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The Days of Low Treasury Yields Are Numbered

Bloomberg Opinion  | Wed, May 12, 2021

by William C. Dudley

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The 10-year U.S. Treasury note is part of the foundation of global finance. Its yield helps determine the cost of mortgages, the value of U.S. stocks and how much the U.S. government must pay to service its growing debt. 

I think markets are severely underestimating how much that yield is likely to rise in coming years. 

Right now, the 10-year Treasury yields about 1.6%. That’s unsustainably low, for two main reasons. First, as I argued in a recent column, the Federal Reserve is likely to raise short-term interest rates far beyond that level. Second, the added yield the government must pay to borrow for longer periods — known as the term premium — is likely to increase, too. Let’s take these points in order.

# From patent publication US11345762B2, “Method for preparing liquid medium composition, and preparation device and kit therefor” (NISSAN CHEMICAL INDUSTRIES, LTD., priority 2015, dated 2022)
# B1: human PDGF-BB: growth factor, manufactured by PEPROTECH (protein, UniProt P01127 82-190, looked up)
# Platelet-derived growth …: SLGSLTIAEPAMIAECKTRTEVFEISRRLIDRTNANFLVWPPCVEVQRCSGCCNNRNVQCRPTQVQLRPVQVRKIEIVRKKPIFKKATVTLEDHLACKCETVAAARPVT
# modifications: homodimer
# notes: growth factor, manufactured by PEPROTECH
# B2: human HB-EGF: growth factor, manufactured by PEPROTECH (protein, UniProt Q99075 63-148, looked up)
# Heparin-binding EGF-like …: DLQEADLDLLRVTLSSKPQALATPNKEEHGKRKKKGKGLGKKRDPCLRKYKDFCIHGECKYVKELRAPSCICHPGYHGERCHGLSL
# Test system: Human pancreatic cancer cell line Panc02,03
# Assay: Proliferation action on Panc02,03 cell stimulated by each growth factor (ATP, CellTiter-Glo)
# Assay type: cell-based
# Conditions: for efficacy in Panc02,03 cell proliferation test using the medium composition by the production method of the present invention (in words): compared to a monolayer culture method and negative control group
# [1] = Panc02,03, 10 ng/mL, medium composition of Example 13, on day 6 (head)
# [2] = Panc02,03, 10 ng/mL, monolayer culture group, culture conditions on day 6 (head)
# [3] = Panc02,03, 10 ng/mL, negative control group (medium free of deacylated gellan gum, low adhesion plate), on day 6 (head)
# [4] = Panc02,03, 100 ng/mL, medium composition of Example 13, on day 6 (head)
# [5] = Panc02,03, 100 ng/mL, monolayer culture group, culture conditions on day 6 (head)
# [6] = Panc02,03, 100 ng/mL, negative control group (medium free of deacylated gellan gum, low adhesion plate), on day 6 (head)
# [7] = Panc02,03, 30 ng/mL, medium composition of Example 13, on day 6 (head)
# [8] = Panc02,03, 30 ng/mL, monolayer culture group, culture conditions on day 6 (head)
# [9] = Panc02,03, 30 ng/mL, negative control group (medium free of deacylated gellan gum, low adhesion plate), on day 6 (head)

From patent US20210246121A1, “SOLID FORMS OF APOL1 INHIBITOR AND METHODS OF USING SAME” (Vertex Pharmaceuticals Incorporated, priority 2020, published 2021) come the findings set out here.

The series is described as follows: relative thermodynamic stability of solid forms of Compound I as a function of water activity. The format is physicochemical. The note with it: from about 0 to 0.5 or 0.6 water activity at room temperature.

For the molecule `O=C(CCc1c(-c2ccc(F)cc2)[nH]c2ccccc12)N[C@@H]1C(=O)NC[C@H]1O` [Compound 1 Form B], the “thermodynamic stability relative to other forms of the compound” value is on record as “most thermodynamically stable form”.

The yield of any 10-year security must incorporate expectations for shorter-term rates over the same period. So where does the Fed, which controls short-term rates, think they’re headed? In their latest projections, officials estimated that over the long run, the federal funds rate consistent with the central bank’s 2% inflation target would be somewhere between 2% and 3%. The median estimate was 2.5%. If they’re right, this should be the floor for longer-term Treasury yields. Why tie up money for 10 years if you can get the same return by lending for much shorter periods? 

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